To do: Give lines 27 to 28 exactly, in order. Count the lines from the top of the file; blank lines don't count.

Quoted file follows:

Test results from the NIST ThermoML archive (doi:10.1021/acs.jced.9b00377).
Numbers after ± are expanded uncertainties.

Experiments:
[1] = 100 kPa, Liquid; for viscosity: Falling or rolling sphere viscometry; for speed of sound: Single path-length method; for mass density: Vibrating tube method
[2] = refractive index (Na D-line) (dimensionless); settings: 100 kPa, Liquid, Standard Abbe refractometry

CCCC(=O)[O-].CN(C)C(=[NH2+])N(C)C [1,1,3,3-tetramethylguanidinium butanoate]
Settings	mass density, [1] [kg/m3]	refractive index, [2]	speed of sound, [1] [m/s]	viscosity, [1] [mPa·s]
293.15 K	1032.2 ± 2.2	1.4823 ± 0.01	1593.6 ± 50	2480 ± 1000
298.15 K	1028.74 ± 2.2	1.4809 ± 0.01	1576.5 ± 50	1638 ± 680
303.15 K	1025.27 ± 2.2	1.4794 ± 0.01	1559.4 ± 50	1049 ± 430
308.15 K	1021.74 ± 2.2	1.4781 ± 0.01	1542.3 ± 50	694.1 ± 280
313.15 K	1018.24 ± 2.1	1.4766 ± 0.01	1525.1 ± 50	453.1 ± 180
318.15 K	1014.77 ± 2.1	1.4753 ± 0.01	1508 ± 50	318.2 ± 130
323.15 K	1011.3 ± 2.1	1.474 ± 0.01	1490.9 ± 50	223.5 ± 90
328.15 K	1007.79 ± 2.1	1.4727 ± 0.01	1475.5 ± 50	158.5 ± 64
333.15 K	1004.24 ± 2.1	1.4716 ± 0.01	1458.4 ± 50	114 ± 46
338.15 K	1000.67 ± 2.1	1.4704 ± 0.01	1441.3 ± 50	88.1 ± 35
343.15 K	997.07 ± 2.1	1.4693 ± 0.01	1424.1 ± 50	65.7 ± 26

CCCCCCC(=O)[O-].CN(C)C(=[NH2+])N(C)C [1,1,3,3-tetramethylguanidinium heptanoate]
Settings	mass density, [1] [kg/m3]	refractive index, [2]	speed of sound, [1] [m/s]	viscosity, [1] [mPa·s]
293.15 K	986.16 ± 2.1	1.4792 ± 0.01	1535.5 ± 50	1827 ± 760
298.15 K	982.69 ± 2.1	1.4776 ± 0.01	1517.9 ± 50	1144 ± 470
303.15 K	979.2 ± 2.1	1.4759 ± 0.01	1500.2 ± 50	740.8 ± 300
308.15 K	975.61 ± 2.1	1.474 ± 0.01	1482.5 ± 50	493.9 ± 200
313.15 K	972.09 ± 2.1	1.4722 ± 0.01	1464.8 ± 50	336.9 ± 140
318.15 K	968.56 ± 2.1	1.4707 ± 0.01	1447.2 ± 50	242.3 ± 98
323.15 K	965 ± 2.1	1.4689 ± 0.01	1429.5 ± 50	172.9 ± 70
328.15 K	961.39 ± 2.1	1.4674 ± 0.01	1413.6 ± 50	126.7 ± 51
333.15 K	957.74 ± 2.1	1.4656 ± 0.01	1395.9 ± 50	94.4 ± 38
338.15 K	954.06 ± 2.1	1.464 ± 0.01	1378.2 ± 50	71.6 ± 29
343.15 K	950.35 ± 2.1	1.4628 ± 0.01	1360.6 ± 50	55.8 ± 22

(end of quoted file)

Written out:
323.15 K	965 ± 2.1	1.4689 ± 0.01	1429.5 ± 50	172.9 ± 70
328.15 K	961.39 ± 2.1	1.4674 ± 0.01	1413.6 ± 50	126.7 ± 51